Rapidly increasing domestic demand and the expansion of Japanese car companies into foreign markets in the 1970s further accelerated growth. Passenger car exports rose from 100,000 in 1965 to 1,827,000 in 1975. Automobile production in Japan continued to increase rapidly after the 1970s, as Mitsubishi (as Dodge vehicles) and Honda began selling their vehicles in the US. Even more brands came to America and abroad during the 1970s, and by the 1980s, the Japanese manufacturers were gaining a major foothold in the US and world markets.
With Japanese manufacturers producing very affordable, reliable, and popular cars throughout the 1990s, Japan became the largest car producing nation in the world in 2000. However, its market share has decreased slightly in recent years, particularly due to old and new competition from South Korea, China and India. Nevertheless, Japan's car industry continues to flourish, its market share has risen again, and in the first quarter of 2008 Toyota surpassed American General Motors to become the world's largest car manufacturer. Today, Japan is the third largest automobile market and, until China recently overtook them, was the largest car producer in the world. Still, automobile export remains one of the country's most profitable exports and is a cornerstone of recovery plan for the latest economic crisis.
Timeline of the Japanese car industry
This transport-related list is incomplete; you can help by expanding it.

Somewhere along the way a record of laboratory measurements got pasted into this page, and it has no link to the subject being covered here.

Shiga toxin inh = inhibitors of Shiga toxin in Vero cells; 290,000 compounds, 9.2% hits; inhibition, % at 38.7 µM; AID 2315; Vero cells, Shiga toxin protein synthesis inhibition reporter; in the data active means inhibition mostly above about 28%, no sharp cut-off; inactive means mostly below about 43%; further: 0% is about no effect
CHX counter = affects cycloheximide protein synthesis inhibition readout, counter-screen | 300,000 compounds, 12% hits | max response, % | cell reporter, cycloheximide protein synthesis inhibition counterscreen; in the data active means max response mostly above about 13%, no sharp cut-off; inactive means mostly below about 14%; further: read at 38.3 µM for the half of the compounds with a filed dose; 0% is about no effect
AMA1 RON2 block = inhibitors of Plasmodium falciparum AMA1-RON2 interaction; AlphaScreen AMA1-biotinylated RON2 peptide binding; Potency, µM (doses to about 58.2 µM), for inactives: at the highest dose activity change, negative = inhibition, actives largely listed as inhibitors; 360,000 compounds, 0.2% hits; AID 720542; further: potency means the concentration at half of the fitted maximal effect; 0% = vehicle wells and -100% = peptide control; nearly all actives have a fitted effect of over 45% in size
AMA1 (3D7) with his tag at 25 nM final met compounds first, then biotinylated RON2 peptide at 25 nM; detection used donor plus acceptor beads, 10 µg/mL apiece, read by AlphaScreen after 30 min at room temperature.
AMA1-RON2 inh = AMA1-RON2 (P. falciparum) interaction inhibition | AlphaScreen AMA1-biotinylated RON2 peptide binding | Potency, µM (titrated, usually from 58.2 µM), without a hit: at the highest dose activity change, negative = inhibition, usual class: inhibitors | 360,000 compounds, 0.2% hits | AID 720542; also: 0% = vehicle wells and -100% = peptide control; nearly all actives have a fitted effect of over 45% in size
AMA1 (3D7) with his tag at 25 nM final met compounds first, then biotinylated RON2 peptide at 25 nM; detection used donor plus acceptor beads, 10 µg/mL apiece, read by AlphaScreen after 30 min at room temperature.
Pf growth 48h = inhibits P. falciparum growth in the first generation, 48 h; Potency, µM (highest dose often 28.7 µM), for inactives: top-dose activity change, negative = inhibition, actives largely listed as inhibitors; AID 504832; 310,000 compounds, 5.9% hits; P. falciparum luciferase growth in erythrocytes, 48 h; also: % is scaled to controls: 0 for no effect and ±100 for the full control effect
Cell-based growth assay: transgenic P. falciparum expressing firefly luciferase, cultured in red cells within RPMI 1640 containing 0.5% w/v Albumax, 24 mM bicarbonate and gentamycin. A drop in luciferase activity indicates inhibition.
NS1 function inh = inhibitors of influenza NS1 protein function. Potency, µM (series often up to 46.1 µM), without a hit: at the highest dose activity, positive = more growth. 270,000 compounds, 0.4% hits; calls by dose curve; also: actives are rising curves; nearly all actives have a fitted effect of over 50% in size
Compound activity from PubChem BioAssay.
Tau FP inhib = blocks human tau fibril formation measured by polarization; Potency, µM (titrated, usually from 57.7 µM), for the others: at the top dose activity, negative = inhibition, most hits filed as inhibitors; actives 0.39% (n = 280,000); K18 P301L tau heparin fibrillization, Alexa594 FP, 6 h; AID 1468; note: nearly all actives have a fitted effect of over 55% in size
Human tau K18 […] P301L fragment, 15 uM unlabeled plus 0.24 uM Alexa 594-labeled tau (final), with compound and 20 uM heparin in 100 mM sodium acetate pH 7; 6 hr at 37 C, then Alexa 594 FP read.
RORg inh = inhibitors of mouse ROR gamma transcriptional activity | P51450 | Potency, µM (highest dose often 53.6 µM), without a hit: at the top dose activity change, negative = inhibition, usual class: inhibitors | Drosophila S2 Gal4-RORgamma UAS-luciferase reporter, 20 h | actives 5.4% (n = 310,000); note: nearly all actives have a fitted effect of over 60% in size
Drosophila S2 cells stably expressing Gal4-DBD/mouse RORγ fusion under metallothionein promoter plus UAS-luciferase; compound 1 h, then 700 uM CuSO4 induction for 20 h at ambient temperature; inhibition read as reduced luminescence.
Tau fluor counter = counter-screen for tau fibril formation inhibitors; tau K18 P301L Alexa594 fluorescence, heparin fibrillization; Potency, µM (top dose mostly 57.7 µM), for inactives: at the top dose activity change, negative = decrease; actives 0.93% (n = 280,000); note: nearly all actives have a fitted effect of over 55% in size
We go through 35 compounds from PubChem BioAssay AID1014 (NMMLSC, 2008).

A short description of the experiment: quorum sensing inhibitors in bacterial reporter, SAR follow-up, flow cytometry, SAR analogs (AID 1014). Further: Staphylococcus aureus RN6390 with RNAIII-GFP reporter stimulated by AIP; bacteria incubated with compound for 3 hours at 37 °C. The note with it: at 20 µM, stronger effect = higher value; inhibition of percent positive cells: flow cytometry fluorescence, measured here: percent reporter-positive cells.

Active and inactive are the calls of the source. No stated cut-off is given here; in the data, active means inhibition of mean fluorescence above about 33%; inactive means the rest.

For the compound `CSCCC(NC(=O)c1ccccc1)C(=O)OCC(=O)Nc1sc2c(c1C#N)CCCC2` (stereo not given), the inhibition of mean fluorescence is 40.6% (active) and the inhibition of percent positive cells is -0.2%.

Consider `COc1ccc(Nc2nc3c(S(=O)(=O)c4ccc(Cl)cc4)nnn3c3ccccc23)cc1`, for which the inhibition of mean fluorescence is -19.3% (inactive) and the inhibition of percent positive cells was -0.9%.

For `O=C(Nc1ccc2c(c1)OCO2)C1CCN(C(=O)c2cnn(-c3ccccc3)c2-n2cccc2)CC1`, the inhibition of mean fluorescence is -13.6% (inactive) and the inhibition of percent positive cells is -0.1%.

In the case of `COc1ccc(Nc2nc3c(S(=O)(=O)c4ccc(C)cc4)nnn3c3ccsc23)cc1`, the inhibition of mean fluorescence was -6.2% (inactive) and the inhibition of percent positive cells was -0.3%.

1900-1970 This section does not cite any references or sources. Please help improve this section by adding citations to reliable sources. Unsourced material may be challenged and removed. (September 2009)
1907 - Hatsudoki Seizo Co., Ltd. established
1911 - Kwaishinsha Motorcar Works established
1917 - Mitsubishi Motors' 1st car
1918 - Isuzu's 1st car
1920-1925 Gorham/Lila - auto production established (merged into Datsun)
1924-1927 Otomo built at the Hakuyosha Ironworks in Tokyo
1931 - Mazda Mazdago - by Toyo Kogyo corp, later Mazda
1934-1957 Ohta begins auto production
1936 - Toyota's 1st car (Toyota AA)
1952-1966 Prince Motor Company (integrated into Nissan)
1953-1967 Hino Motors starts auto production (merged into Toyota)
1954 - Subaru's 1st car (Subaru P-1)
1955 - Suzuki's 1st car (Suzulight)
1957 - Daihatsu's 1st car (Daihatsu Midget)
1963 - Honda's 1st car (Honda S500)
1966 - One of the best selling cars of all time, the Toyota Corolla, is introduced
1967 - Japan Automobile Manufacturers Association (JAMA) is founded 
Since 1970 This section needs additional citations for verification. Please help improve this article by adding citations to reliable sources. Unsourced material may be challenged and removed. (September 2009)
1982 - Honda Accord becomes the first Japanese car built in the United States
1982 - Mitsuoka 1st car (BUBU shuttle 50)
1983 - Holden and Nissan form a joint venture in Australia
1984 - Toyota opens NUMMI, the first joint venture plant in the United States with General Motors
1984 - Voluntary Export Restraints limit exports to United States to 1.68 million cars per year, but Japanese competition only increases
1986 - Acura is launched in the US by Honda
1988 - Daihatsu enters the US making it the first time all nine Japanese manufacturers are present
1989 - Lexus is launched in the US by Toyota
1989 - Infiniti is launched in the US by Nissan
1989 - United Australian Automobile Industries (UAAI) founded in Australia as a joint venture between Toyota and Holden
1996 - UAAI joint venture dissolved
2003 - Scion is launched by Toyota
2008 - Toyota surpasses General Motors to become the world's largest car manufacturer
2010 - 2009–2010 Toyota vehicle recalls
2011 - Tohoku earthquake affects production.